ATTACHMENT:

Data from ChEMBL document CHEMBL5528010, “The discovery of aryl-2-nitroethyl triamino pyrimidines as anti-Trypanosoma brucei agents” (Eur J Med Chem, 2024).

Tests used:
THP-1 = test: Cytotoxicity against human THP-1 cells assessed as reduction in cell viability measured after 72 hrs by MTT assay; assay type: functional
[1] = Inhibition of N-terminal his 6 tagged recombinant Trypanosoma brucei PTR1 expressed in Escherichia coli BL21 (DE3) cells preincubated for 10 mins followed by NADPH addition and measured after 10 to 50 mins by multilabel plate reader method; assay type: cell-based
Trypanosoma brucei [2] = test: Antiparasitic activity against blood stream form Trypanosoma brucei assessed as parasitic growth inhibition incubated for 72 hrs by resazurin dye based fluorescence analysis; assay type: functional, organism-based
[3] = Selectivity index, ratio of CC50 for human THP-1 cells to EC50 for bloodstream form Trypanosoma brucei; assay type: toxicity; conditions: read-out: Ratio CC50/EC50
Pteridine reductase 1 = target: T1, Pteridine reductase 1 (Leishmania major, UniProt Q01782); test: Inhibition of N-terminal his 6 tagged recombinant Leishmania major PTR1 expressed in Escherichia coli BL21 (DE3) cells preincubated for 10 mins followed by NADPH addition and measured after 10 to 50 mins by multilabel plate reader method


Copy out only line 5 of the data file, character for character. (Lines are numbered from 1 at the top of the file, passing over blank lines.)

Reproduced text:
Trypanosoma brucei [2] = test: Antiparasitic activity against blood stream form Trypanosoma brucei assessed as parasitic growth inhibition incubated for 72 hrs by resazurin dye based fluorescence analysis; assay type: functional, organism-based